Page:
- save more than one million lives each year;
- significantly reduce the human and economic burden of diseases such as tuberculosis, malaria and HIV/AIDS;
- reduce the risk for developing various non-communicable diseases such as diabetes, and other chronic conditions later in life;
- improve an individual’s educational achievement and earning potential; and,
- increase a country’s GDP by at least 2-3 percent annually.
We were meant to eat fish and seafood. In Australia the Meat & Livestock Association promoted red meat ads espousing how we were meant to have been born eating red meat? Well, typically let us not get our facts confused with a good story. Just because millions are being spent on the TV, it does not mean it is true. Fact is that it was the Neanderthals who ate lots of red meat. Modern humans became modern by eating lots of oysters, mussels and fish (Paleo diet promoters, take note). As a Scientific American article, “When the Sea Saved Humanity”, reveals, when the number of breeding humans crashed to about 600 in five locations across Africa, it was seafood and root vegetables that helped us survive, not red meat. As we move to the future and noting that the Earth is 72% Ocean it will be the same again.
Seafood can help tackle the global obesity crisis, says health writer Martin Bowerman, author of Lean Forever: The Scientific Secrets of Permanent Weight Loss. Speaking at World Aquaculture Adelaide, Bowerman said fish provided more protein for comparably lower calorie intake than other meats and this “calorie efficiency” was key to a high-protein weight-loss diet.
In ‘Don’t Miss the Bus’ a new book drawing on the latest findings in neuroscience from the University of California, South Australian author Rex J. Lipman names a list of a dozen “Gold Medal” food groups vital to maintaining brain health and preventing dementia and Alzheimer’s. The only animal products on the list are fish — specifically salmon, trout and sardines — and dairy foods.
In a recent report prepared for Canada’s aquaculture industry, How Higher Seafood Consumption Can Save Lives, the authors quote a study from Harvard School of Public Health and the University of Washington that found older adults with high blood levels of fish-derived fatty acids lived, on average, 2.2 years longer than those with lower levels. “Increasing levels of fish consumption (to the recommended levels) could save about 7000 lives (in Canada) a year,” the report concluded.
It is the position of the US Academy of Nutrition and Dietetics that dietary fat for the healthy adult population should provide 20 percent to 35 percent of energy, with an increased consumption of omega-3 polyunsaturated fatty acids and limited intake of saturated and trans fats. Two “long-chain” omega-3 fatty acids found in fish, EPA (eicosapentaenoic acid) and DHA (docosahexaenoic acid), are not made by the human body, meaning we need to eat them from a dietary source. Many people get omega-3 fatty acids from plant sources like flax seeds and walnuts, though this a type of “good” fat it only partially converts to EPA and DHA in the body and doesn’t have the same amount of research behind it that omega-3s derived from fish do. There is a difference between short chain Omega-3’s (plants) and long chain (seafood), something that is not well promoted nor understood.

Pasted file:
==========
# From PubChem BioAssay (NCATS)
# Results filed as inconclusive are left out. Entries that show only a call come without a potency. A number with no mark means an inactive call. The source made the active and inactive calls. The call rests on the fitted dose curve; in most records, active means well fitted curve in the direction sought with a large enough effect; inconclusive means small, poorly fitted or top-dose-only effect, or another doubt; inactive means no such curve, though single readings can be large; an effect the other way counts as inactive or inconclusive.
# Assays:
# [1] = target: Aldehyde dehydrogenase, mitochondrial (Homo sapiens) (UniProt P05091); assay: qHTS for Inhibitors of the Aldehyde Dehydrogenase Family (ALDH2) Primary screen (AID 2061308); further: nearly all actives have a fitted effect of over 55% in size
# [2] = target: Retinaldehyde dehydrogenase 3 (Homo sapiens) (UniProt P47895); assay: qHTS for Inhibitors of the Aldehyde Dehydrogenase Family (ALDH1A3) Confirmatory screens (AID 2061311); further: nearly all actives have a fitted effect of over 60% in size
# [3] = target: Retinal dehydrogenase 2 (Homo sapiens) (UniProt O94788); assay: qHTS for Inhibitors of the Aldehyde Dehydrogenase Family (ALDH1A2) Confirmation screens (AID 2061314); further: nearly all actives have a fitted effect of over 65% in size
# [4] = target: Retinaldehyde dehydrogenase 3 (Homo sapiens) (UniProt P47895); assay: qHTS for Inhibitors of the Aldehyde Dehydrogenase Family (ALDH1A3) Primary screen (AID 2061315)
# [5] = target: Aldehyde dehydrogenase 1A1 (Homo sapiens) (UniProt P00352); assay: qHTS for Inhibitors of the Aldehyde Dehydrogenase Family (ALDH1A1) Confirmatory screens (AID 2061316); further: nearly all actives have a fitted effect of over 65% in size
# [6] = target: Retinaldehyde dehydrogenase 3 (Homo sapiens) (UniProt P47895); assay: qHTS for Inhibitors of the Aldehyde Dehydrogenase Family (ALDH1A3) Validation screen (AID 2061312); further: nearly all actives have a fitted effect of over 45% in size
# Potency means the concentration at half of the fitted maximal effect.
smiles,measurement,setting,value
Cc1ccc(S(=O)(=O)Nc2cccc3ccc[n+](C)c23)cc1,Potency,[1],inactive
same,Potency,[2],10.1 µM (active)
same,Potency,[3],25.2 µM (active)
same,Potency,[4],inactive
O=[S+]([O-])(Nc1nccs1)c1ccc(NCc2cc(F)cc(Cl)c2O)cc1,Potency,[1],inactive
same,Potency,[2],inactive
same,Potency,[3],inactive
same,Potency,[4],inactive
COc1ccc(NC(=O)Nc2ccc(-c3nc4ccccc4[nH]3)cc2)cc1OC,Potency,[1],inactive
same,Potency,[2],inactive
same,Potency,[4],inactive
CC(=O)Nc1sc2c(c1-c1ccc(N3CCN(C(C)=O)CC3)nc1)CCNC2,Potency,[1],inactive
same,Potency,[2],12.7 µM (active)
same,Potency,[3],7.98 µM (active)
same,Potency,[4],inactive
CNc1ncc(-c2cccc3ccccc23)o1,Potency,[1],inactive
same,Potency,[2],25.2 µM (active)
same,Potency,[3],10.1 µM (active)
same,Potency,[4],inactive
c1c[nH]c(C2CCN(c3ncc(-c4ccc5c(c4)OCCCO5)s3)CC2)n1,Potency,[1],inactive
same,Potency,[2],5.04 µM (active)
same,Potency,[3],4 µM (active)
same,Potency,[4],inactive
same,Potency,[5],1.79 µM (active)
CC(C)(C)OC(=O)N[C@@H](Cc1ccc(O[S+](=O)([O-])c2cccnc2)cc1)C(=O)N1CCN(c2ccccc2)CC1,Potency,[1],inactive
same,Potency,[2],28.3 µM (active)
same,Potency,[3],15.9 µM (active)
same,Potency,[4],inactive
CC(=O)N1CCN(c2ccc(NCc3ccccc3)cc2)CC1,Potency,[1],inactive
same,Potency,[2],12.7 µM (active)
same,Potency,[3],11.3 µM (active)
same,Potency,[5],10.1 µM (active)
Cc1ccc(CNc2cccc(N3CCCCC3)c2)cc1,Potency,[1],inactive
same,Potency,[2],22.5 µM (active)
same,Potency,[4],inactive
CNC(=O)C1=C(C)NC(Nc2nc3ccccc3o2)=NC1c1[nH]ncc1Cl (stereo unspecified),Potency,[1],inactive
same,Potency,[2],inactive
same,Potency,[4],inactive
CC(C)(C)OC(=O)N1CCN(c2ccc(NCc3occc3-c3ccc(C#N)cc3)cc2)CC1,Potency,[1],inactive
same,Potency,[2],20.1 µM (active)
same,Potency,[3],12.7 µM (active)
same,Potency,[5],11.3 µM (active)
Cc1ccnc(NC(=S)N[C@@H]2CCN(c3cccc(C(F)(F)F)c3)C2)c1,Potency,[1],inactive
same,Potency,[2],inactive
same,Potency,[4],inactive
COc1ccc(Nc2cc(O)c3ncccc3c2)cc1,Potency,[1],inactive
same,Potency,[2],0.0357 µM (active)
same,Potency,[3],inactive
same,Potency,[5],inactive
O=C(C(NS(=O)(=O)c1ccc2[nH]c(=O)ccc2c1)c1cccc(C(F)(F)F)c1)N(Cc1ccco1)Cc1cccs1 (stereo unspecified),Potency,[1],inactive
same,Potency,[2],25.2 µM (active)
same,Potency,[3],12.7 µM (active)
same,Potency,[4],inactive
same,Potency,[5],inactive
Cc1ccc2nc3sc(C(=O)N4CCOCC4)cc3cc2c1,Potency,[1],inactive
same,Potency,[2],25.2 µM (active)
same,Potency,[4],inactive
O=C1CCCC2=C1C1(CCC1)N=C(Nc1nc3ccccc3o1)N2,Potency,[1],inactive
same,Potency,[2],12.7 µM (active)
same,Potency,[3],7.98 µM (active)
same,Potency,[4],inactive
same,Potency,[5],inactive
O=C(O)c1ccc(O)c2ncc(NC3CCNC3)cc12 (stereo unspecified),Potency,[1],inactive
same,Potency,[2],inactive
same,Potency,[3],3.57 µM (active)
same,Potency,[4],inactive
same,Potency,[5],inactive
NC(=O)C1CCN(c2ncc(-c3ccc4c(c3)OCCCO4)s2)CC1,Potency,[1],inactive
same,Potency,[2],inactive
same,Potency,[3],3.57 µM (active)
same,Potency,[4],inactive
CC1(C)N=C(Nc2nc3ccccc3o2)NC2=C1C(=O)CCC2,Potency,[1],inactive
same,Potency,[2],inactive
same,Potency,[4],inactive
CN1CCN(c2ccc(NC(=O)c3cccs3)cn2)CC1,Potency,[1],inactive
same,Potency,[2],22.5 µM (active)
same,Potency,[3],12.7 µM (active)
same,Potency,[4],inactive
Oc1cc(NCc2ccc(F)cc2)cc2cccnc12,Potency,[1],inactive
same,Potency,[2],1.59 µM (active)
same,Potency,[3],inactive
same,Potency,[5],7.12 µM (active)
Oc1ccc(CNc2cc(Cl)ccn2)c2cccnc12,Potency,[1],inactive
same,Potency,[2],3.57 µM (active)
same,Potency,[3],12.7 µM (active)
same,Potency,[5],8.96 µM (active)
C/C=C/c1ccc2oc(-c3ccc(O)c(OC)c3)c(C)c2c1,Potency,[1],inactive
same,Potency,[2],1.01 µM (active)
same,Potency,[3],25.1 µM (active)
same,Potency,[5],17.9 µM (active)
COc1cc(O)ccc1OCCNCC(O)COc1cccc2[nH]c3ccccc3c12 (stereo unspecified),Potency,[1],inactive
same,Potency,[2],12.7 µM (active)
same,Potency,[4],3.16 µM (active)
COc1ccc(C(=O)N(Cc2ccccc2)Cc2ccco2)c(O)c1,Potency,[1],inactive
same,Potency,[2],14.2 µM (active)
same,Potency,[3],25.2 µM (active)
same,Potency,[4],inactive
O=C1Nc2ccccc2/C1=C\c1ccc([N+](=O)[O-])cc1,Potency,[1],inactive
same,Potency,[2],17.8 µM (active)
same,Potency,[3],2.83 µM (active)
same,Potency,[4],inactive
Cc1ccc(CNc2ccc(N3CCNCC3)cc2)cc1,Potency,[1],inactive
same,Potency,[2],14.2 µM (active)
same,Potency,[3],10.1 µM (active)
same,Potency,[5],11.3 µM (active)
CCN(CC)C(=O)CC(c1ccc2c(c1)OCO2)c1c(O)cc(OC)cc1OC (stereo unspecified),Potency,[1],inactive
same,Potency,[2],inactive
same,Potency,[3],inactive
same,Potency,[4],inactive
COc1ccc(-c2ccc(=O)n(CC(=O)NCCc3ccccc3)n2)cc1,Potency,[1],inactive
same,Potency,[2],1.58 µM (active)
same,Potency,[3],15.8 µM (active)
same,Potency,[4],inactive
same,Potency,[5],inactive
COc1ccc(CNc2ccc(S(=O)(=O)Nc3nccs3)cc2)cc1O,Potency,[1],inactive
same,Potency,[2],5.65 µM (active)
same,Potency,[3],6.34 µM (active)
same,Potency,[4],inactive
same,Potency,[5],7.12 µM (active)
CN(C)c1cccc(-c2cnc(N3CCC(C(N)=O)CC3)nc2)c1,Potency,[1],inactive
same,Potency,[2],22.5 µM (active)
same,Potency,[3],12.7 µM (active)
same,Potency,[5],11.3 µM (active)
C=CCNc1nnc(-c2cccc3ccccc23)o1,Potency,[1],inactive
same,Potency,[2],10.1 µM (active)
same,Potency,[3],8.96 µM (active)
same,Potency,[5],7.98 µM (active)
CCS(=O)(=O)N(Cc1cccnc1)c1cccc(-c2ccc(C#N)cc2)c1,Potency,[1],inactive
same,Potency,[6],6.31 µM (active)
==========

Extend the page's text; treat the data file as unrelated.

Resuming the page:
As far as Latin America is concerned overall their seafood consumption is below world average – only a handful of countries exceed world average and there are no stand outs like there are in Asia. I particularly note Brazil which had a seafood consumption of less than 5kgs per head of population until it embarked on a strong aquaculture program with Tilapia and now has a seafood consumption of nearly 10kgs per head of population and currently producing well over 200,000MT of Tilapia – they have also built on their Shrimp aquaculture business and rarely export. It is the only place I have seen in the world where they are Shrimp restaurants where you can get Shrimp forty different ways – and these restaurants are very popular. Most other countries are focusing more on exports.
I was fortunate to be invited to present in Mexico last year. There seafood consumption has been on a downward spiral and they know they need to arrest this and turn things around. As a result of the discussions there I understand there are now plans and budgeting being put in place to promote seafood consumption alongside increasing aquaculture activity based on specifically training the workforce through the value chain.
Overall Latin America produces about 4% of the world’s aquaculture – Asia produces around 87%
While all farmed animals need to be fed, aquaculture represents the most efficient method by which to convert feed to edible protein. And some species, such as oysters and mussels, do not need to be fed at all. But clearly many species do need to be fed and there have been massive improvements since the industry started.
We always put the emphasis on Salmon and such carnivore species but really this is the wrong emphasis – we will not feed the world with Salmon, this is still a fish for those amongst us with money in our pockets. It is actually freshwater fishes which dominate global aquaculture production (56.4 percent, 33.7 million tonnes) so that is Carp, Tilapia and Catfishes – these are herbivore species so are not reliant on fish meal/fish oil.
There are two important points to make re fish meal/fish oil. Firstly aquaculture is far from being the biggest user of the product; that dubious honour lies with land based animals. Secondly there is demonstrated evidence from the Salmon industry that their investment in feed research over 20 years has enabled the quantity of fish meal/oil to drop from around 89 per cent of the feed to 32 per cent and more progress is expected in this area. Producing more from less is the consistent aim. The anti-aquaculture lobby seems to be stuck purely on the past on these issues and either lacking current data or stuck with antiquated concepts.